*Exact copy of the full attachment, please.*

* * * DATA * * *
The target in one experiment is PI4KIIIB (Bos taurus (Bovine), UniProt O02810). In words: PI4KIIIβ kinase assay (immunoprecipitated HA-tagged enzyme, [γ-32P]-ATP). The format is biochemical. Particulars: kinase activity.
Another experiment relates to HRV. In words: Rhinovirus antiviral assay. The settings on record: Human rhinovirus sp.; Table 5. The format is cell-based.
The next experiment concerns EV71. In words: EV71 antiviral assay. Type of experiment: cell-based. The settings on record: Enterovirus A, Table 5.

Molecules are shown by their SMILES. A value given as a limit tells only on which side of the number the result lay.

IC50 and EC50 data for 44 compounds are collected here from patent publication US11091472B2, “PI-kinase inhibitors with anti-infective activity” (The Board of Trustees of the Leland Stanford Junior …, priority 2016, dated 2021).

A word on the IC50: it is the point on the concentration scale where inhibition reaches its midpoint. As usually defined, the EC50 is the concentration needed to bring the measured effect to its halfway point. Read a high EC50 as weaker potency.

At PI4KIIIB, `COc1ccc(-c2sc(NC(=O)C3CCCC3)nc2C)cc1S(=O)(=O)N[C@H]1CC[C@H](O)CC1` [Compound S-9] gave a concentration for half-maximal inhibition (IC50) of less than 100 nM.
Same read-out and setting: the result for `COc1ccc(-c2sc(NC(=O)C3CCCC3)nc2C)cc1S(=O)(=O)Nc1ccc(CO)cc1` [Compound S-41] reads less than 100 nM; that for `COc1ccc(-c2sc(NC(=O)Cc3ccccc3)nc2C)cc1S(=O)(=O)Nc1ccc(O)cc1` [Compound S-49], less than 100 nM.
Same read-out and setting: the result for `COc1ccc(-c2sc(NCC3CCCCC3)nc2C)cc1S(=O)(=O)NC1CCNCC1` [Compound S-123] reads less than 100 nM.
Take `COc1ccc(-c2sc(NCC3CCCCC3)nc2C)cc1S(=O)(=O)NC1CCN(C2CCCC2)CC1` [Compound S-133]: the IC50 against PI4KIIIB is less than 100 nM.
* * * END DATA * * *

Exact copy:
The target in one experiment is PI4KIIIB (Bos taurus (Bovine), UniProt O02810). In words: PI4KIIIβ kinase assay (immunoprecipitated HA-tagged enzyme, [γ-32P]-ATP). The format is biochemical. Particulars: kinase activity.
Another experiment relates to HRV. In words: Rhinovirus antiviral assay. The settings on record: Human rhinovirus sp.; Table 5. The format is cell-based.
The next experiment concerns EV71. In words: EV71 antiviral assay. Type of experiment: cell-based. The settings on record: Enterovirus A, Table 5.

Molecules are shown by their SMILES. A value given as a limit tells only on which side of the number the result lay.

IC50 and EC50 data for 44 compounds are collected here from patent publication US11091472B2, “PI-kinase inhibitors with anti-infective activity” (The Board of Trustees of the Leland Stanford Junior …, priority 2016, dated 2021).

A word on the IC50: it is the point on the concentration scale where inhibition reaches its midpoint. As usually defined, the EC50 is the concentration needed to bring the measured effect to its halfway point. Read a high EC50 as weaker potency.

At PI4KIIIB, `COc1ccc(-c2sc(NC(=O)C3CCCC3)nc2C)cc1S(=O)(=O)N[C@H]1CC[C@H](O)CC1` [Compound S-9] gave a concentration for half-maximal inhibition (IC50) of less than 100 nM.
Same read-out and setting: the result for `COc1ccc(-c2sc(NC(=O)C3CCCC3)nc2C)cc1S(=O)(=O)Nc1ccc(CO)cc1` [Compound S-41] reads less than 100 nM; that for `COc1ccc(-c2sc(NC(=O)Cc3ccccc3)nc2C)cc1S(=O)(=O)Nc1ccc(O)cc1` [Compound S-49], less than 100 nM.
Same read-out and setting: the result for `COc1ccc(-c2sc(NCC3CCCCC3)nc2C)cc1S(=O)(=O)NC1CCNCC1` [Compound S-123] reads less than 100 nM.
Take `COc1ccc(-c2sc(NCC3CCCCC3)nc2C)cc1S(=O)(=O)NC1CCN(C2CCCC2)CC1` [Compound S-133]: the IC50 against PI4KIIIB is less than 100 nM.